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How long should I let my car

Laryssa Black | Published on December 03 2015

How much time is required to safely drive your vehicle in the cold?

It's finally getting colder out.... (I am NOT complaining about that).
A huge percentage of people are under the understanding when its really cold out we need to let our cars "warm up". With the average driver waiting around the 10 minute mark.

It is not fun scraping off your windshield, mirrors and windows when its minus a thousand outside, been there!
***Please don't drive away without clearing your windshield, mirrors and windows, Yes I'm talking to you 
      Mr. I cleared a hole on my windshield large enough one of my eyes can see out of.***
I than began allowing the cars defrosters to do the work for me, and that takes ALOT of time depending on the thickness of the ice and snow. 
I now have an insulated garage and don't need to worry about anything too much.

So the questions was brought up. How long do I need to let my car warm up in the winter"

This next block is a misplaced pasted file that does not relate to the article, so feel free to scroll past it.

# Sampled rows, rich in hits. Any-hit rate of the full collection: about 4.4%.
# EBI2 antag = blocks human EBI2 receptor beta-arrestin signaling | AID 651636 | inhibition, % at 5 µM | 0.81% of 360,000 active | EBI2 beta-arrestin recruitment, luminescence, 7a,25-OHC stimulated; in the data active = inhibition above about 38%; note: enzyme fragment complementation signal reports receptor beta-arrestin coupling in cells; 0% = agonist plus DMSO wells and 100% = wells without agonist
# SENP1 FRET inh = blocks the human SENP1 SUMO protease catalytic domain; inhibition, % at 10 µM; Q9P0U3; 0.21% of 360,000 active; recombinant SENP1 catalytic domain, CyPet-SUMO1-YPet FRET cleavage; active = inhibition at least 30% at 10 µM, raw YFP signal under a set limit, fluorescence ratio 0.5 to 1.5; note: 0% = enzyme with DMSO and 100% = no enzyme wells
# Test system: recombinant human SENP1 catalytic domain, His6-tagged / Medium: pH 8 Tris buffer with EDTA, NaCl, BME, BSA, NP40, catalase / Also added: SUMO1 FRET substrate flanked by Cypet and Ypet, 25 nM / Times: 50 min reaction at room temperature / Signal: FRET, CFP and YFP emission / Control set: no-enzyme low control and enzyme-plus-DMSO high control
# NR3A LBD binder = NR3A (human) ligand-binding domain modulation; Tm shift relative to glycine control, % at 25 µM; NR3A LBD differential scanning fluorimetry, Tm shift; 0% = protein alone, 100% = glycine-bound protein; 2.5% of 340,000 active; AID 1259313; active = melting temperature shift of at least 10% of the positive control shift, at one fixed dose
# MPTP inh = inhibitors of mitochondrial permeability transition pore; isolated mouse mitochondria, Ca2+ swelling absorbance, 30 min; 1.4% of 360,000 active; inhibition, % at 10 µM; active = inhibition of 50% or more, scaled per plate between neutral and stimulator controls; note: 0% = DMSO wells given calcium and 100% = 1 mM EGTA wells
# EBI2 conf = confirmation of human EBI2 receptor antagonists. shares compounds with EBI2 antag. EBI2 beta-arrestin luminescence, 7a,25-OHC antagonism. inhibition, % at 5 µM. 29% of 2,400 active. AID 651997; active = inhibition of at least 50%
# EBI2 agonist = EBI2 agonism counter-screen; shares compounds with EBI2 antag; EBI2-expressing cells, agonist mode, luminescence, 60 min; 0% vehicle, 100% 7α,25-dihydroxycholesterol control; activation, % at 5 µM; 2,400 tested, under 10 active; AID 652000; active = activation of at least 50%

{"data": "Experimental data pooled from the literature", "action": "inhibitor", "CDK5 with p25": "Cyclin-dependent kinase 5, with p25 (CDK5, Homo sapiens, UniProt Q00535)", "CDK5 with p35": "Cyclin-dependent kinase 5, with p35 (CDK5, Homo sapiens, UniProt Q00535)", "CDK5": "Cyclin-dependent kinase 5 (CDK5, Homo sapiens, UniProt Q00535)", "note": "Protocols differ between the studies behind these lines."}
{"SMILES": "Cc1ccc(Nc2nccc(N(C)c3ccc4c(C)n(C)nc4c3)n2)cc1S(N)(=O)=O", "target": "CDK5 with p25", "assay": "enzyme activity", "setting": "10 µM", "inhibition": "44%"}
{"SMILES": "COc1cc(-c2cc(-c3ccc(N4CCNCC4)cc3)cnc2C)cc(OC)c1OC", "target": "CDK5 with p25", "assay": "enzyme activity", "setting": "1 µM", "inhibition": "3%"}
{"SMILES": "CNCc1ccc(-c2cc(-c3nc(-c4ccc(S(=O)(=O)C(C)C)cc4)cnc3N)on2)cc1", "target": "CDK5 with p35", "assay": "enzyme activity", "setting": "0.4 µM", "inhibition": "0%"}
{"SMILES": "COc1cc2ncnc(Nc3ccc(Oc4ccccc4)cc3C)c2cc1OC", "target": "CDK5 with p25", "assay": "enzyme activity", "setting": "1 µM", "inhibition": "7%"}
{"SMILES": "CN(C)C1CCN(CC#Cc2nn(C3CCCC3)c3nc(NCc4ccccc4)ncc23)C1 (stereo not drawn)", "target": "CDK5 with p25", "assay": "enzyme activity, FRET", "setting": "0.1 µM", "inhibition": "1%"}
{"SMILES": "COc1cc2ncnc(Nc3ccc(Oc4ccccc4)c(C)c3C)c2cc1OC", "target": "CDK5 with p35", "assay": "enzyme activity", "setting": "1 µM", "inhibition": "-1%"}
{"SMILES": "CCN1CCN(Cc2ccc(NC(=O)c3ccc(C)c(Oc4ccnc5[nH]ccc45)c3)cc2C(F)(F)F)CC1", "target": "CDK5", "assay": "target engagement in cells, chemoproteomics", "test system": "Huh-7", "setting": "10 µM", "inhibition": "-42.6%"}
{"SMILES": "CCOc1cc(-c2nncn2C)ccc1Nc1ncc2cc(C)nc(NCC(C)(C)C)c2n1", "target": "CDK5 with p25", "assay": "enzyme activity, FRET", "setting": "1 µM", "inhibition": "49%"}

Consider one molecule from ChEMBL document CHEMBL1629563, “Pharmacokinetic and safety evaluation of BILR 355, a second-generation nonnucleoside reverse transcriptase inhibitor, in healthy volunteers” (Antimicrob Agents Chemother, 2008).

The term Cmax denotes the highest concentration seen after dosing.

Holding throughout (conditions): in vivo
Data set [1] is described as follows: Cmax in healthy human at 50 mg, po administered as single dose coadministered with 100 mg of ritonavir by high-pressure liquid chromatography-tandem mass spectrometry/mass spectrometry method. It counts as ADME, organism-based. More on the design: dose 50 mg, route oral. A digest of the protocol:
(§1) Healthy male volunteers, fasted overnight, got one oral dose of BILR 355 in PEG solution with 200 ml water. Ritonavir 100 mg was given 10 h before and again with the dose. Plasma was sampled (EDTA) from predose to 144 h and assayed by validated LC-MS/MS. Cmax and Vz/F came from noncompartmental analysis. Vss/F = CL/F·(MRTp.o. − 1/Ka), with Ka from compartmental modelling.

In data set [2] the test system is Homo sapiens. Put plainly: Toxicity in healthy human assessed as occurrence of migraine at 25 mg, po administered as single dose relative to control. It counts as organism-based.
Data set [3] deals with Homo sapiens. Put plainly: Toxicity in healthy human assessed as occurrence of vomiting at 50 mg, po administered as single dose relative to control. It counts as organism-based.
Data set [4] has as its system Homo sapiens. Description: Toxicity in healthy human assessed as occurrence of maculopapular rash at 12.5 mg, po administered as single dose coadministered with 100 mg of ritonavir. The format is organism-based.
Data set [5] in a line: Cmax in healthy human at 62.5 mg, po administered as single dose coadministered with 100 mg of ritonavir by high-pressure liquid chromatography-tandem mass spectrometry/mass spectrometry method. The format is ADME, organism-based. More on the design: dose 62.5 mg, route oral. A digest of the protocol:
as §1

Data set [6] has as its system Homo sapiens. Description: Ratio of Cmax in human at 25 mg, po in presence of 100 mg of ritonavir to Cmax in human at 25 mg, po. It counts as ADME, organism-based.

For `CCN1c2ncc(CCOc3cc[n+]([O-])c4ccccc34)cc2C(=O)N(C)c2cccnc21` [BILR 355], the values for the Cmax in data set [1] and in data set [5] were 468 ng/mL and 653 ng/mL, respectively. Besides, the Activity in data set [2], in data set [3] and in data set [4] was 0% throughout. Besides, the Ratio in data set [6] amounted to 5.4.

Yes the viscosity of the oil gets thicker when its cold and needs a bit of time to thin out so the motor can effortlessly lubricate our engines internal components.

I think we all got into the mentality that a car need to "warm up" from cars generally produced before the 90's.
A Carbureted car; generations to come may not know what a carburetor is one day :( 
MUST reach a certain temperature so the air fuel mixture will be sufficent with the choke off.

Cars today are fuel injected (with some exception) and the ECU (computer) uses different sensors to supply the right amount of fuel at any given time; starting, accelerating, braking, etc.

Most manufactures state 30 seconds is adequate during the warmer months. Due to oil viscosity 2-3 minutes is sufficient during the cold months.

Allowing your car to idle for longer than that is doing 2 main things.
1. Wasting fuel
2. Giving off more greenhouse gases, mainly CO2 

***Money savings time***
Lets say the average car consumes 0.55 litres of fuel.
Using a gas station rated at 103.5, assuming our vehicle idles an hour a day for a calander year,
we have spent $207.78. In 10 years that's $2077.80.

Most importantly, ensure you are using the recommended oil your manufacturer calls for.

Below is a link from Natural Resources Canada that confirms my content. It is a informative great read.

Laryssa Black

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